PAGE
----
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Posts tagged ‘Frida Kahlo’

Paris | Art tour 2013 – Kahlo and Rivera

I would like to start off my little Paris art series with a moan about London. For all the great events which take place in the city, its exhibitions tend to pale into insignificance when compared with Paris. Take the exhibitions that are on at the moment. At the Royal Academy, the grand galleries of the Burlington Palace are given over to an exhibition surveying the art history of Australia. Well we all know that Australia has no art history, and this exhibition demonstrates as much. Then there’s Tate Modern’s new retrospective on Paul Klee which presents room after room of samey small little Bauhaus explorations – and leaves the visitor as flat as the image so meticulously conceived by Klee on paper. And let us not forget the Royal Academy’s other homage to a nation’s art – its recent Mexico show, whose only inclusion of perhaps the greatest artist ever to come out of Mexico, Frida Kahlo, was a painting so small (and I mean ridiculously small) that you had to squint to see it.

Rivera's cubist period

Rivera’s cubist period

None of this in Paris, whose exhibitions present such a comprehensive survey of the particular artist at hand that you feel not only completely enriched at the end of the show, but also pretty exhausted too. And Paris doesn’t just have one blockbuster exhibition a year – no no, it holds a good three or four massive artistic events each season, hence why I feel the insuperable need to visit the city each year.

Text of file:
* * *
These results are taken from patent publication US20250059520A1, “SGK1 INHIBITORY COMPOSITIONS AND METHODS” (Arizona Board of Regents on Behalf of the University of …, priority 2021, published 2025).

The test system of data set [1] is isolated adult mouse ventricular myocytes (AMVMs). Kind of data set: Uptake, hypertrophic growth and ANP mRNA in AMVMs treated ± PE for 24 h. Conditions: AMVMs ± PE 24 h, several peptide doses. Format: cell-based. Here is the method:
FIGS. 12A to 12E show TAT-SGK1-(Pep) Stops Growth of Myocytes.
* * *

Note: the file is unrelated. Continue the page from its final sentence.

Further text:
Really marking Paris out as the superior of its cross-channel neighbour this year is the Musée de l’Orangerie’s significant survey of the works of one Frida Kahlo, and her equally inspired artist husband, Diego Rivera. Entitled Art in Fusion, it explores what has to be one of the greatest married (and divorced, and then remarried) painterly partnerships of modern art history, with many of the most substantial of each artist’s oeuvres on exhibition, and not a tiny painting in sight.

The couple together

Diego Rivera with Wife Frida Kahlo tumblr_m965goUs9T1rw3fqbo1_1280 frida-kahlo-diego-rivera3